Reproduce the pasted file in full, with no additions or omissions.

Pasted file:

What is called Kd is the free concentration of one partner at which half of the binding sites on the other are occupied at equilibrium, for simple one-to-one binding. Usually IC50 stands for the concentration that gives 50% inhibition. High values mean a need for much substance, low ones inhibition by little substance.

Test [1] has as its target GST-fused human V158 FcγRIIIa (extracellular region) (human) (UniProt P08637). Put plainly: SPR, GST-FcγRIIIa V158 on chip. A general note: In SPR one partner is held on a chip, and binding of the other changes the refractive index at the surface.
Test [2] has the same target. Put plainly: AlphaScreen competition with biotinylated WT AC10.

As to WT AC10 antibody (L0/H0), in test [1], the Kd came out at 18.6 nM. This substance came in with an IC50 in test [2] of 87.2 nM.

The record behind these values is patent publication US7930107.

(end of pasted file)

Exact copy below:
What is called Kd is the free concentration of one partner at which half of the binding sites on the other are occupied at equilibrium, for simple one-to-one binding. Usually IC50 stands for the concentration that gives 50% inhibition. High values mean a need for much substance, low ones inhibition by little substance.

Test [1] has as its target GST-fused human V158 FcγRIIIa (extracellular region) (human) (UniProt P08637). Put plainly: SPR, GST-FcγRIIIa V158 on chip. A general note: In SPR one partner is held on a chip, and binding of the other changes the refractive index at the surface.
Test [2] has the same target. Put plainly: AlphaScreen competition with biotinylated WT AC10.

As to WT AC10 antibody (L0/H0), in test [1], the Kd came out at 18.6 nM. This substance came in with an IC50 in test [2] of 87.2 nM.

The record behind these values is patent publication US7930107.